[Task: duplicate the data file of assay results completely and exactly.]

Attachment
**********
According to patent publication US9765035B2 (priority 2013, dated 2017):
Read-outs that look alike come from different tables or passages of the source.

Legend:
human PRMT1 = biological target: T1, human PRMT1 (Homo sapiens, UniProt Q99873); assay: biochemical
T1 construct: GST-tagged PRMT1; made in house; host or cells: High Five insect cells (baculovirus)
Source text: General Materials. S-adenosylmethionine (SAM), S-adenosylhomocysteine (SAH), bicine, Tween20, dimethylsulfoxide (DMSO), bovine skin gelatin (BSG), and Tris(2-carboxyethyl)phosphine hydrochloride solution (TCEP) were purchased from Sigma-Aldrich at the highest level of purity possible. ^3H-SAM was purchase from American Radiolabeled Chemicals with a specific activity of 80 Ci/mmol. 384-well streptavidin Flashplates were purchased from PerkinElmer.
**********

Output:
According to patent publication US9765035B2 (priority 2013, dated 2017):
Read-outs that look alike come from different tables or passages of the source.

Legend:
human PRMT1 = biological target: T1, human PRMT1 (Homo sapiens, UniProt Q99873); assay: biochemical
T1 construct: GST-tagged PRMT1; made in house; host or cells: High Five insect cells (baculovirus)
Source text: General Materials. S-adenosylmethionine (SAM), S-adenosylhomocysteine (SAH), bicine, Tween20, dimethylsulfoxide (DMSO), bovine skin gelatin (BSG), and Tris(2-carboxyethyl)phosphine hydrochloride solution (TCEP) were purchased from Sigma-Aldrich at the highest level of purity possible. ^3H-SAM was purchase from American Radiolabeled Chemicals with a specific activity of 80 Ci/mmol. 384-well streptavidin Flashplates were purchased from PerkinElmer.